Moscow is a city of contrasts. There is evidence of outstanding wealth and extreme poverty, freezing winter weather and baking hot summers, as well as frigid indifference and overwhelming hospitality. For the average Moscow resident, their feelings about this city are as diverse as any aspect of life here. One thing is for sure, though. After living in the capital of the largest country on Earth, your life will never be the same again.
So what is living in Moscow really like? When you first arrive, it seems just like any other busy city. People rushing from place to place, busy traffic and ample nightlife, shops and small eateries. Yes, the writing looks a bit strange and the supermarket workers are rather grumpy, but it’s not so bad. It’s not until you have lived here for a while that the true Russian reality starts to set in.
One of the first places that you notice the cultural differences is on the metro. The stations are all different and, therefore, easy to identify on sight. The names are long and impossible to pronounce without having a couple of shots of vodka first. In winter, everybody is dressed in blacks and browns with the occasional brave soul wearing a splash of colour. In summer, this turns into a kaleidoscopic array of hues and patterns, ranging from bright to fluorescent. The women are dressed to impress, whether they are on their way to work in a high profile company or just popping to the supermarket for a carton of milk. Smiling at strangers will earn you a scowl, although you may find this indistinguishable from their normal look.
Many expats quickly get caught up in the multitude of recreational options available in Moscow. The theatres are plentiful and the prices range from inexpensive to extortionate. A trip to the Bolshoi is a must and constitutes a real Russian experience, but saving up for several months to buy a ticket should be expected. Internationally famous plays and musicals are also frequent and a trip to Russia is not complete without visiting the circus at least once. For those who prefer their entertainment to be in English rather than in Russian, there are several cinemas dotted around the city which show films in the original language.
At night, the centre is teeming with revellers and partygoers, so anyone interested in bars and clubs can always find somewhere to go. For a more sedate outing, there is a wealth of museums and art galleries for every taste and interest. However, be warned. The ticket prices for entry to most museums work on a tiered system, with Russian citizens paying regular prices and foreigners paying up to two times the regular price. It is possible to get away with paying the Russian price by grunting and handing over the correct money, so as long as they don’t check your passport, you should be alright.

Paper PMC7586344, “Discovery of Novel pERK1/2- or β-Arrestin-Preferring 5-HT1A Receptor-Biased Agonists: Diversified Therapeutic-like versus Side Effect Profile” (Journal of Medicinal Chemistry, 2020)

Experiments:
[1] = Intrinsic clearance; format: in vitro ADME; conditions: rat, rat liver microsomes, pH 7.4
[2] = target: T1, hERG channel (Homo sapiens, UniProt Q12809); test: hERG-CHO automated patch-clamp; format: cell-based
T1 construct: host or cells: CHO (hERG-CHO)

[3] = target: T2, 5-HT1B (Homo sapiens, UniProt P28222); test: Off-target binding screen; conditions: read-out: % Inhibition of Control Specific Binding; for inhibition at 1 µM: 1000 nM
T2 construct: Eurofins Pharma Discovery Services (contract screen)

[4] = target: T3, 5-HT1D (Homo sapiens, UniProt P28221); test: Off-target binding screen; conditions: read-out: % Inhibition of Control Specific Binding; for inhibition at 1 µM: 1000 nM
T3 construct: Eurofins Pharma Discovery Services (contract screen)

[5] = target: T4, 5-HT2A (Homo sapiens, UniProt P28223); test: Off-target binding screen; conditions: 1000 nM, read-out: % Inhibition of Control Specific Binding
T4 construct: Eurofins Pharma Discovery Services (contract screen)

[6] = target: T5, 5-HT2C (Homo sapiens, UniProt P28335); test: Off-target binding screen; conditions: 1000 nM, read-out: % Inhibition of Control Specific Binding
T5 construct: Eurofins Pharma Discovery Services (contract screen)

For the more adventurous person, there are plenty of places to visit in the vicinity of Moscow. The elektrichka (suburban train) is cheap, cheerful and goes in all directions. Many of the famous Golden Ring cities are accessible by elektrichka and are doable in a day trip. Further away requires a trip on a train, which is a cultural experience in itself. Trains consist of expensive first class berths, four person compartments and open carriages. While the more expensive options may seem safer, the platskart (third class) experience is much more authentic. Make sure you have enough instant noodles and alcohol to go around, as sharing is expected, and try to avoid the inevitable awkward conversation with a nosey babushka.
Contrary to popular belief, the weather in Moscow is relatively mild. Summers are hot and sunny, whereas the winter is cold and wet. When people think about Russian winters, it brings forth images of troikas being pulled across snowy landscapes, -40ºC wind chills and people huddled together in their fur coats and Astrakhan hats. In reality, the winter weather consists of a three stage cycle. First, there is snow, which blankets the landscape in a gentle fuzz and serves to conceal even the most hideous of blemishes. Shabby suburbs become a winter wonderland. However, within a few days or, if you are lucky, weeks, the temperature rises by a few degrees and the pristine snow turns into brown slush. Poor drainage leaves huge pools of ice-cold sludge, making crossing the road somewhat difficult. Within days, the temperature has fallen again and the slush freezes into treacherous fields of ice. Keeping a bag of peas in your freezer to deal with assorted winter sprains is a must. Before long, the snow is falling and the cycle begins again.
Finally, the food situation. While many Western products are still widely available, despite recent political tensions, you still have to shop around. Although some supermarkets have a more varied selection than others, you will still inevitably end up with typical Russian, Caucasian and Uzbek cuisine as your staples. Food in Russia tends to be quite heavy and bland, with lots of meats, soups and dough, all of which are ideally suited to cold weather. Lighter Georgian dishes, which are particularly popular in Moscow in the form of restaurants and street food, have infinitely more taste and are just as wholesome. In addition, there is a plethora of American diners, sushi bars and Indian restaurants that will suit any palate.
Despite the ups and downs of life here in Moscow, there is one thing that is undeniable. Like anywhere, it's not perfect, but it has a unique spirit that ensnares its visitors and alters the way you look at life. For a country that, on the surface, may seem cold and forbidding, your welcome will be surprisingly warm and, like many people, you will never want to leave.